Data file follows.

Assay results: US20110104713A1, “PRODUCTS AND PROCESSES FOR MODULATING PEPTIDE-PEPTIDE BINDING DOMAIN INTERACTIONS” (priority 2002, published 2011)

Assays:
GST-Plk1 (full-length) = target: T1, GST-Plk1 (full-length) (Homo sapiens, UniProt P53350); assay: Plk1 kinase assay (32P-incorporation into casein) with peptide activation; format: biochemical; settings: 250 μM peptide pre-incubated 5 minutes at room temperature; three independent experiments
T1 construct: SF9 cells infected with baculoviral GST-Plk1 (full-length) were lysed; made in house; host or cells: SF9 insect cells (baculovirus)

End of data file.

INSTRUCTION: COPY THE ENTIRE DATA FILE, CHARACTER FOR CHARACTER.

Assay results: US20110104713A1, “PRODUCTS AND PROCESSES FOR MODULATING PEPTIDE-PEPTIDE BINDING DOMAIN INTERACTIONS” (priority 2002, published 2011)

Assays:
GST-Plk1 (full-length) = target: T1, GST-Plk1 (full-length) (Homo sapiens, UniProt P53350); assay: Plk1 kinase assay (32P-incorporation into casein) with peptide activation; format: biochemical; settings: 250 μM peptide pre-incubated 5 minutes at room temperature; three independent experiments
T1 construct: SF9 cells infected with baculoviral GST-Plk1 (full-length) were lysed; made in house; host or cells: SF9 insect cells (baculovirus)